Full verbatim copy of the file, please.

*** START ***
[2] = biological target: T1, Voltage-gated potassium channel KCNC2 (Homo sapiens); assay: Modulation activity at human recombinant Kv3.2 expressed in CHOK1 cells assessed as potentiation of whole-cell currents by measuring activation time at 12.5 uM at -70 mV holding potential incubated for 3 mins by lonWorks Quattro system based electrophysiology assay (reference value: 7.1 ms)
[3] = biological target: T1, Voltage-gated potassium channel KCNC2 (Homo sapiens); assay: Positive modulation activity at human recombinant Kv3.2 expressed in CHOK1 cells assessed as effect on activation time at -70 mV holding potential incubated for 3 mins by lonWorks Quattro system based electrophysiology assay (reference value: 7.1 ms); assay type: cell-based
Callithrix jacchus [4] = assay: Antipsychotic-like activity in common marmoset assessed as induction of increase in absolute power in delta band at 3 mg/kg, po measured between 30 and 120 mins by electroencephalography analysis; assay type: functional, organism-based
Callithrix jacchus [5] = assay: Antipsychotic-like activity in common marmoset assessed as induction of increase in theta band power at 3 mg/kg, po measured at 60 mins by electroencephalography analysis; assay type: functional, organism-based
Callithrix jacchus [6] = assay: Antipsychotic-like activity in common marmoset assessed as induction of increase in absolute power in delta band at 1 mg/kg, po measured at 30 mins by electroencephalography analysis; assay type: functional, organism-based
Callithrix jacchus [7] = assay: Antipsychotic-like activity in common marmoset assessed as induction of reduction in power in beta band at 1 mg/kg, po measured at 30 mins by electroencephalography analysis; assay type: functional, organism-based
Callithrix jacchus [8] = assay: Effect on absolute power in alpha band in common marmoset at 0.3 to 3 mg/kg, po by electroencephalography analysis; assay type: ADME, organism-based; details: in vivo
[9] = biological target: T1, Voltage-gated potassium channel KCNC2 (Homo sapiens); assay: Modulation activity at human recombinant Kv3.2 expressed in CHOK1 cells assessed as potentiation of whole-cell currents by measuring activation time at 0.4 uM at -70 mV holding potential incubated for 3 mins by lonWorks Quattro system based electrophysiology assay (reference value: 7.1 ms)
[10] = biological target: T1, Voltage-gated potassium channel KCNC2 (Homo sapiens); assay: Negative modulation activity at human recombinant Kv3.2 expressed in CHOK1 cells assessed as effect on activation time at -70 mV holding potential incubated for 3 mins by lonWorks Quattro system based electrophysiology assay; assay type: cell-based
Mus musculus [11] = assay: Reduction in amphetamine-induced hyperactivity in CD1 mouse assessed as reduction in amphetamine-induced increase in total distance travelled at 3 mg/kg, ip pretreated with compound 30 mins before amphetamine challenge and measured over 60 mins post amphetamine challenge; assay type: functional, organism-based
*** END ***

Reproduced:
[2] = biological target: T1, Voltage-gated potassium channel KCNC2 (Homo sapiens); assay: Modulation activity at human recombinant Kv3.2 expressed in CHOK1 cells assessed as potentiation of whole-cell currents by measuring activation time at 12.5 uM at -70 mV holding potential incubated for 3 mins by lonWorks Quattro system based electrophysiology assay (reference value: 7.1 ms)
[3] = biological target: T1, Voltage-gated potassium channel KCNC2 (Homo sapiens); assay: Positive modulation activity at human recombinant Kv3.2 expressed in CHOK1 cells assessed as effect on activation time at -70 mV holding potential incubated for 3 mins by lonWorks Quattro system based electrophysiology assay (reference value: 7.1 ms); assay type: cell-based
Callithrix jacchus [4] = assay: Antipsychotic-like activity in common marmoset assessed as induction of increase in absolute power in delta band at 3 mg/kg, po measured between 30 and 120 mins by electroencephalography analysis; assay type: functional, organism-based
Callithrix jacchus [5] = assay: Antipsychotic-like activity in common marmoset assessed as induction of increase in theta band power at 3 mg/kg, po measured at 60 mins by electroencephalography analysis; assay type: functional, organism-based
Callithrix jacchus [6] = assay: Antipsychotic-like activity in common marmoset assessed as induction of increase in absolute power in delta band at 1 mg/kg, po measured at 30 mins by electroencephalography analysis; assay type: functional, organism-based
Callithrix jacchus [7] = assay: Antipsychotic-like activity in common marmoset assessed as induction of reduction in power in beta band at 1 mg/kg, po measured at 30 mins by electroencephalography analysis; assay type: functional, organism-based
Callithrix jacchus [8] = assay: Effect on absolute power in alpha band in common marmoset at 0.3 to 3 mg/kg, po by electroencephalography analysis; assay type: ADME, organism-based; details: in vivo
[9] = biological target: T1, Voltage-gated potassium channel KCNC2 (Homo sapiens); assay: Modulation activity at human recombinant Kv3.2 expressed in CHOK1 cells assessed as potentiation of whole-cell currents by measuring activation time at 0.4 uM at -70 mV holding potential incubated for 3 mins by lonWorks Quattro system based electrophysiology assay (reference value: 7.1 ms)
[10] = biological target: T1, Voltage-gated potassium channel KCNC2 (Homo sapiens); assay: Negative modulation activity at human recombinant Kv3.2 expressed in CHOK1 cells assessed as effect on activation time at -70 mV holding potential incubated for 3 mins by lonWorks Quattro system based electrophysiology assay; assay type: cell-based
Mus musculus [11] = assay: Reduction in amphetamine-induced hyperactivity in CD1 mouse assessed as reduction in amphetamine-induced increase in total distance travelled at 3 mg/kg, ip pretreated with compound 30 mins before amphetamine challenge and measured over 60 mins post amphetamine challenge; assay type: functional, organism-based